Blond Woman Looking Over Her Shoulder
  1. People With Fine Hair Don’t Need Conditioner

Again, everyone needs a conditioner. People with fine hair certainly need conditioners because fine hair is more likely to snap. Some people with fine hair steer away from conditioner is because they feel it weighs down their hair. To avoid this feeling, look for lightweight water-based conditioners and be cautious of heavier ingredients like shea butter. 


  1. Brown Hair Grows Faster Than Blonde Hair

Your hair color has nothing to do with your hair growth rates. Blonde hair is often thinner and finer, making it more likely to break. However, as long as you take care of your hair, it will grow no matter your hair color.


  1. Ponytails and Braids Speed Up Hair Growth

As much as we wish this were the case, it’s unfortunately not true. We love braids at Hair Meds, but braids themselves do not speed up your hair growth. Something believes the tugging on your hair pulls it out faster, kind out like pulling on a turnip.

If you feel like braids make your hair grows faster, what really is happening is that your hair is breaking less. Protective styles, like braids and ponytails, tuck away your ends and reduce breakage. You can read more about why you should wear protective styles here.


  1. Dandruff Is Caused By A Dry Scalp

Normally when you see flakes of any kind, you may think “that’s dandruff. That must mean your hair is dry.” However, flakes can be caused by different causes. Dandruff, specifically, is caused by seborrheic dermatitis which is a result of OILY HAIR. That’s right, people with dandruff actually have too much oil.

To tell the difference keep this end mind: Large, yellow flakes and oily skin is dandruff. Small, white flakes and an itchy scalp is a dry scalp.


  1. It’s Bad To Use Conditioner On Oily Hair

All hair types need conditioners. Your scalp will naturally produce an oil called sebum, but that oil only does so much. Oily hair is not caused by too much conditioner and can be treated by using a good clarifying shampoo. If you have oily hair, apply conditioner only to your ends as to not overly moisten your roots.


Woman Showering in the Daytime
  1. Rinsing Your Hair With Cold Water Makes It Shiny

There is no proof that finishing your shower with a cold rinse adds shine to your hair. However, washing your hair, in general, helps rinse away residue and dirt, making your hair look shinier. 


  1. Your Hair Continues To Grow After You Die

A little morbid, but this one does come up at times. No, your hair does not continue to grow after you die. The best explanation of this superstition is that when you die, your body dehydrates and the skin starts to shrivel up. As it contracts, it can make your hair look longer in comparison to your body.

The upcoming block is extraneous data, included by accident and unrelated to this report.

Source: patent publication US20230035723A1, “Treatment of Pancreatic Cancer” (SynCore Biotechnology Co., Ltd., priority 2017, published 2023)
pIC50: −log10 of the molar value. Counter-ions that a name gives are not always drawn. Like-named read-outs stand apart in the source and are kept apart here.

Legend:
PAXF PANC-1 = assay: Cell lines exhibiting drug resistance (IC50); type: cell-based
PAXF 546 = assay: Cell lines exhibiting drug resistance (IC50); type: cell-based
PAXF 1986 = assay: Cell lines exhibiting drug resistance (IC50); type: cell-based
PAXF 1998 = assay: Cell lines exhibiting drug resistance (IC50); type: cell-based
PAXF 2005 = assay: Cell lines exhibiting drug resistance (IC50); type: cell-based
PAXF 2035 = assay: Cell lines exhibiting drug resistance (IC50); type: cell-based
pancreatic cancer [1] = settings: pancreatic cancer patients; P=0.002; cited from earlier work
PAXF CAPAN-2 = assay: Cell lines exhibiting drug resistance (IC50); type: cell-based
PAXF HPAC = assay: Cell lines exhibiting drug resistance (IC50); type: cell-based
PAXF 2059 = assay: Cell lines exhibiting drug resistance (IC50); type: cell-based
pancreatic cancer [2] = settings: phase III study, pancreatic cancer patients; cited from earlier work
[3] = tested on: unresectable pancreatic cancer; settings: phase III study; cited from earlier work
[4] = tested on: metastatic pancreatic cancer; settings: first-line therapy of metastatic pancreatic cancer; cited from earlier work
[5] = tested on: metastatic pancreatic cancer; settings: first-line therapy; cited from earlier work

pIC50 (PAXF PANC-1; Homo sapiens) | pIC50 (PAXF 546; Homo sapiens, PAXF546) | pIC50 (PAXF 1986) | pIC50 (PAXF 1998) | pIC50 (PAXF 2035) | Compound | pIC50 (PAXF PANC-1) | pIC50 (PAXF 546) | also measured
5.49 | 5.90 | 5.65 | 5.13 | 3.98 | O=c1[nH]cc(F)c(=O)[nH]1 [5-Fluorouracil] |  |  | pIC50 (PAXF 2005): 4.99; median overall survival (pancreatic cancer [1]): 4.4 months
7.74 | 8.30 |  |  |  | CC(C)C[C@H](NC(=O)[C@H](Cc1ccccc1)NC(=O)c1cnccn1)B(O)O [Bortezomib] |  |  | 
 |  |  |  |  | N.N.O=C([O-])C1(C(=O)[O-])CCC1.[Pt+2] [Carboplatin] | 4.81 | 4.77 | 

1. It’s Better To Air Dry Your Hair Rather Than Blow Dry

It’s hard to call one method better or worse because they cause a different type of damage. While blow-drying causes more damage to the outside of your hair strands, air-drying causes more damage to the inside. 

Here’s what happening. When you air-dry your hair, water remains in your hair strands for longer, causing them to expand. This stresses out your hair proteins, leaving them more susceptible to damage.

A safe way to dry your wet hair is to use a blow drier on the lowest heat. Use a diffuser to spread out the heat and move your arm constantly as to not stay in one place too long. 


  1. Men and Women’s Hair Are Different

Biologically, there is no difference between men's and women’s hair (we told you Hair Meds are for everyone.) Men and women do care for their hair differently, cause their hair to look differently. Also, society definitely has different expectations on hair for men and women, so functionally, they might as well be two different worlds. 


  1. Wearing a Hat Causes Hair Loss

Hats, by themselves, do not necessarily lead to hair loss. Tight hats, however, can cause added hair manipulation that can lead to hair alopecia. As long as you wear a loose hat, go ahead and put it on during a sunny day.


Cutting a Woman's Hair In a Salon With Shears
  1. Split Ends Can Be Repaired

The sad truth is that split ends can never be repaired. No product or method can fix split ends. The best way to deal with split ends to cut them immediately to prevent them from traveling up your strands. Keeping your hair healthy and moisturized is the only way to avoid split ends. Make sure you regularly use a moisturizing leave-in conditioner and detangling your hair during your hair care routine.  


So what myth did we dispel for you? Got any that we missed? Share your most heard myths and misconceptions in the comments.